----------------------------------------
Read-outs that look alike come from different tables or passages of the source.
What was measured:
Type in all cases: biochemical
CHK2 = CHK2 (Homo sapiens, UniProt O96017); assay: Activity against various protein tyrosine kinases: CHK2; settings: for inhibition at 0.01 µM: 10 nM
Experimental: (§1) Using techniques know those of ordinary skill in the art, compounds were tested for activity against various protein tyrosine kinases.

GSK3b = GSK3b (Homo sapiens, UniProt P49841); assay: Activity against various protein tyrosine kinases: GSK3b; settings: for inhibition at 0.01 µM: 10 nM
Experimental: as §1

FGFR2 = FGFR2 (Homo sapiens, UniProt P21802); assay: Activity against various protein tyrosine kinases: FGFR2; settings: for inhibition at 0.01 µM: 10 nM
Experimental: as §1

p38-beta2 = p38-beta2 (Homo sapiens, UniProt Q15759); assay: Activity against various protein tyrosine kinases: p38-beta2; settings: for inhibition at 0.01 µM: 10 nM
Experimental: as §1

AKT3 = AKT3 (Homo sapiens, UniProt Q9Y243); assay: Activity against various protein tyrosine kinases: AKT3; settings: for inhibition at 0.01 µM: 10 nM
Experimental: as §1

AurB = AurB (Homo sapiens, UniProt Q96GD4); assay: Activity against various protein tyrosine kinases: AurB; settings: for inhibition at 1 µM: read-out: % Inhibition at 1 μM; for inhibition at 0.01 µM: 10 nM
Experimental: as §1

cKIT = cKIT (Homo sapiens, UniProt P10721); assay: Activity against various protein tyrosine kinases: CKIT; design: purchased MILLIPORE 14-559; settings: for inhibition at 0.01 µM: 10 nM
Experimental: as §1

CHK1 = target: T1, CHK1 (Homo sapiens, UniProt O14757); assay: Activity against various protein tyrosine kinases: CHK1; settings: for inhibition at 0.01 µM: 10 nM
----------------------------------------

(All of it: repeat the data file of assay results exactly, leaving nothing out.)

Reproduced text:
Read-outs that look alike come from different tables or passages of the source.
What was measured:
Type in all cases: biochemical
CHK2 = CHK2 (Homo sapiens, UniProt O96017); assay: Activity against various protein tyrosine kinases: CHK2; settings: for inhibition at 0.01 µM: 10 nM
Experimental: (§1) Using techniques know those of ordinary skill in the art, compounds were tested for activity against various protein tyrosine kinases.

GSK3b = GSK3b (Homo sapiens, UniProt P49841); assay: Activity against various protein tyrosine kinases: GSK3b; settings: for inhibition at 0.01 µM: 10 nM
Experimental: as §1

FGFR2 = FGFR2 (Homo sapiens, UniProt P21802); assay: Activity against various protein tyrosine kinases: FGFR2; settings: for inhibition at 0.01 µM: 10 nM
Experimental: as §1

p38-beta2 = p38-beta2 (Homo sapiens, UniProt Q15759); assay: Activity against various protein tyrosine kinases: p38-beta2; settings: for inhibition at 0.01 µM: 10 nM
Experimental: as §1

AKT3 = AKT3 (Homo sapiens, UniProt Q9Y243); assay: Activity against various protein tyrosine kinases: AKT3; settings: for inhibition at 0.01 µM: 10 nM
Experimental: as §1

AurB = AurB (Homo sapiens, UniProt Q96GD4); assay: Activity against various protein tyrosine kinases: AurB; settings: for inhibition at 1 µM: read-out: % Inhibition at 1 μM; for inhibition at 0.01 µM: 10 nM
Experimental: as §1

cKIT = cKIT (Homo sapiens, UniProt P10721); assay: Activity against various protein tyrosine kinases: CKIT; design: purchased MILLIPORE 14-559; settings: for inhibition at 0.01 µM: 10 nM
Experimental: as §1

CHK1 = target: T1, CHK1 (Homo sapiens, UniProt O14757); assay: Activity against various protein tyrosine kinases: CHK1; settings: for inhibition at 0.01 µM: 10 nM